University of Iowa

Writing around the Edges

Instructor: 
Weekend July 13 to July 14 2019

Have you heard the anecdote about the writer who wrote 900 pages and then was ready to start her book? Extreme as that may seem, the point is that sometimes the best way to develop your story is to write around the edges of it, to discover the world around the plot, the history of characters, the provenance of an object. In other words, sometimes you have to write a lot that won’t go directly on the page but will flavor everything else that does. The map of the old house, the contents of the bedside table, the one who wasn’t included in the family photograph—none of these are focused directly on plot and yet any of them might help you discover that elusive plot point or reveal the subconscious drives behind your character’s actions. Why? Because in a well written story, everything is connected. If writing is weaving, then every character, every event, every object, is a thread. Wherever they cross, energy is created. In this workshop, writers will dig deep into the world of their fiction to excavate the complexities and contradictions of their characters and bring the world of their story fully into view. We will investigate what has spilled out on the page in the excitement of the first draft and begin the work of refining, deepening and mining the story within. For this reason, this workshop is best suited to fiction writers who have a complete, or near complete draft. Writers should leave the workshop with a new understanding of the work they’ve done, and a clear path into revision.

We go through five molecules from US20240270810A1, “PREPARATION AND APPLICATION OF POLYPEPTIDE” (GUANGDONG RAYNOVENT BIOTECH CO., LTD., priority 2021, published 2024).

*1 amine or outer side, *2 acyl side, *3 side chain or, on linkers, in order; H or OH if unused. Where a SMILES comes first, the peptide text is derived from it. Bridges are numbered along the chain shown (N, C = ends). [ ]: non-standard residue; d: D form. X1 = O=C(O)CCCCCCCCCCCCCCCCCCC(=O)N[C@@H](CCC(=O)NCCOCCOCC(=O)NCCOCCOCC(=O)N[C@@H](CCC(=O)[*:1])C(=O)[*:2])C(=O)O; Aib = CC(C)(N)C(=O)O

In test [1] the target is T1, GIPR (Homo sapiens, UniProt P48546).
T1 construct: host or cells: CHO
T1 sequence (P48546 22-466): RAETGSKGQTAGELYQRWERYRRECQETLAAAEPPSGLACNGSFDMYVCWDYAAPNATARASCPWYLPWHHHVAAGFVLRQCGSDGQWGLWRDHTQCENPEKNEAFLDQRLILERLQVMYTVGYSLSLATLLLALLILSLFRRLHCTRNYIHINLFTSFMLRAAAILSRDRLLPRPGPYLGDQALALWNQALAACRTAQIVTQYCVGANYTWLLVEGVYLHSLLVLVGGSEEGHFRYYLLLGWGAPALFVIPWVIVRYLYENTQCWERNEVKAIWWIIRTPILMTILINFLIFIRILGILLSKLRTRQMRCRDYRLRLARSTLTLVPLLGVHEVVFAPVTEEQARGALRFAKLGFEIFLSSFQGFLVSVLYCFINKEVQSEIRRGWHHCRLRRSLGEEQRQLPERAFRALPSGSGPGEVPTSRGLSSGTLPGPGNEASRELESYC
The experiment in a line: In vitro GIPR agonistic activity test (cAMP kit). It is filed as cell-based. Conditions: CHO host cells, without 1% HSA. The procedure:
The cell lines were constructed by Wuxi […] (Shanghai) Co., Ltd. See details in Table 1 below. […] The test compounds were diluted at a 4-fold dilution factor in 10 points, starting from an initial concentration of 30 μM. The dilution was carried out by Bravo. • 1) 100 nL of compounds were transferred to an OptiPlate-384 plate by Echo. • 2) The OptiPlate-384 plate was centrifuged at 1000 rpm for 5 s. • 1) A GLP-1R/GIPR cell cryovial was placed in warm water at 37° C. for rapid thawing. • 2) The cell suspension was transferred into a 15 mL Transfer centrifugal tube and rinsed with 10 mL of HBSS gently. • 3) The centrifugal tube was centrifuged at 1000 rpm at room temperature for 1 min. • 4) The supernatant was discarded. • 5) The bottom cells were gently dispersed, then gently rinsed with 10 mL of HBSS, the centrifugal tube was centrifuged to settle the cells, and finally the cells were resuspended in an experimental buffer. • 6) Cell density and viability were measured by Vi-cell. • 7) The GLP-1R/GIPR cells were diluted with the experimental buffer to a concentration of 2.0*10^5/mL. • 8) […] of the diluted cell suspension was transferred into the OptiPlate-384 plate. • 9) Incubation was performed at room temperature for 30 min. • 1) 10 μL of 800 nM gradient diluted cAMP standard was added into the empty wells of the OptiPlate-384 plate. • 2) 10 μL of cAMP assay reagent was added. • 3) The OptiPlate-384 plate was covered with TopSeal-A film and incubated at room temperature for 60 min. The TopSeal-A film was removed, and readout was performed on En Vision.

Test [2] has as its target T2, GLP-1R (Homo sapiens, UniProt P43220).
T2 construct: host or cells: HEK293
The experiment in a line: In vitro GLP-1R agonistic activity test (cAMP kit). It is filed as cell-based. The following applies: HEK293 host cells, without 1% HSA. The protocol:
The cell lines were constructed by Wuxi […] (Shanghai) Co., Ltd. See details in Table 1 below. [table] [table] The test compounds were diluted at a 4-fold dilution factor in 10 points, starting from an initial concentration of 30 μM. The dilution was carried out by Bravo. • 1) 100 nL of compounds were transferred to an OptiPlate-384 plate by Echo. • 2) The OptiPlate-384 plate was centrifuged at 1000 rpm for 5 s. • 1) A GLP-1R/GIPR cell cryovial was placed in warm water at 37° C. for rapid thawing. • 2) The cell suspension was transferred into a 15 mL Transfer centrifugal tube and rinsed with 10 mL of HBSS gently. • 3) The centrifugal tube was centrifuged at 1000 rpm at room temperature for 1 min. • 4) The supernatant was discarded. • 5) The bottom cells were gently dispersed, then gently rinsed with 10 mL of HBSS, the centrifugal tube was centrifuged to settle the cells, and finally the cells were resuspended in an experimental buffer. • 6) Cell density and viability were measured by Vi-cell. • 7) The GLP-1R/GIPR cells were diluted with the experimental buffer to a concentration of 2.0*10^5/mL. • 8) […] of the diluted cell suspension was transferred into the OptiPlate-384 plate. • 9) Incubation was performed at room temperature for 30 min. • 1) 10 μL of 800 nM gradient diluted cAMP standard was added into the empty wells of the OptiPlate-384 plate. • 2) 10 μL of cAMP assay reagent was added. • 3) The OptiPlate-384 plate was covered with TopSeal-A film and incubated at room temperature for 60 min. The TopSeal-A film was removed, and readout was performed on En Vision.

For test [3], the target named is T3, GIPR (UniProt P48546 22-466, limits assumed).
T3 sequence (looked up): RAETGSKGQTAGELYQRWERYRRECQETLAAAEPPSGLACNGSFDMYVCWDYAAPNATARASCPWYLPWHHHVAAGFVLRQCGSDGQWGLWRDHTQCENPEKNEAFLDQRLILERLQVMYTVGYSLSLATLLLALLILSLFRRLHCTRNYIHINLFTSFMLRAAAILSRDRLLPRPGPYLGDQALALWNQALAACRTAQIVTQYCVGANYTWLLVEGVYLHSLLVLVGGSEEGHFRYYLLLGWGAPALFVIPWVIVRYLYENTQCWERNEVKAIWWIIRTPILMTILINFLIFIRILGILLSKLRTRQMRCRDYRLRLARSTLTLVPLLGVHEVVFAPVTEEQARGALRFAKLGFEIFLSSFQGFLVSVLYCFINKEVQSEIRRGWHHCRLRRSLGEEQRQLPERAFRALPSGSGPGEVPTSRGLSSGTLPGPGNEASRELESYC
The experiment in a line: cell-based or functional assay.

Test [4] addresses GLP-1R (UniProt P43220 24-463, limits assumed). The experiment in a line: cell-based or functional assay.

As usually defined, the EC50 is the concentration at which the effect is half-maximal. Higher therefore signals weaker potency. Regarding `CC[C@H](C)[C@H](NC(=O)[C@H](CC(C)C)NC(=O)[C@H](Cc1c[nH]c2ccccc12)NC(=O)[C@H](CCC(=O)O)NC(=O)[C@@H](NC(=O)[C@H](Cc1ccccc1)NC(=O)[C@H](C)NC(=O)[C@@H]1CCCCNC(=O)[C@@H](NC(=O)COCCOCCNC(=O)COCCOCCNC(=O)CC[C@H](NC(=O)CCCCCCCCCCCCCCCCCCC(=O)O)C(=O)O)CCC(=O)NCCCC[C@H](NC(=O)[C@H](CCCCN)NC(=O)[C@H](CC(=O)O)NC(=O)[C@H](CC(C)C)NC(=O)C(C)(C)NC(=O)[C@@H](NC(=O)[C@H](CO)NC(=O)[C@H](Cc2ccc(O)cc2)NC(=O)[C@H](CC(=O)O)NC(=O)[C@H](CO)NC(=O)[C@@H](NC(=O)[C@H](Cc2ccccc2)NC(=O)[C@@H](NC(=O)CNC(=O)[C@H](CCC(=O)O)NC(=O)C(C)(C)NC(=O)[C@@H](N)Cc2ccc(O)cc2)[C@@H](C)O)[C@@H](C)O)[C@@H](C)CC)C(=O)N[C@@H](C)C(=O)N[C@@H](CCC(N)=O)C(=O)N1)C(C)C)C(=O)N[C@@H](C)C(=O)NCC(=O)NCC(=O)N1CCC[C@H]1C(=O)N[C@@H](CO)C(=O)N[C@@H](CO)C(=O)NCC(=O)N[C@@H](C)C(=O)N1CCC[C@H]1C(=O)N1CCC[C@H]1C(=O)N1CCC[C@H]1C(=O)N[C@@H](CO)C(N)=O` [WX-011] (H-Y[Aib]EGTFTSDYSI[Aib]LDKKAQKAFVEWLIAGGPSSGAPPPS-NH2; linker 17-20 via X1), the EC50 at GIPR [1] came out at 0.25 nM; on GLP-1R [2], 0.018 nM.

In this workshop we will generate new writing through guided exercises and prompts.

Fiction
Novel
Playwriting
Short Story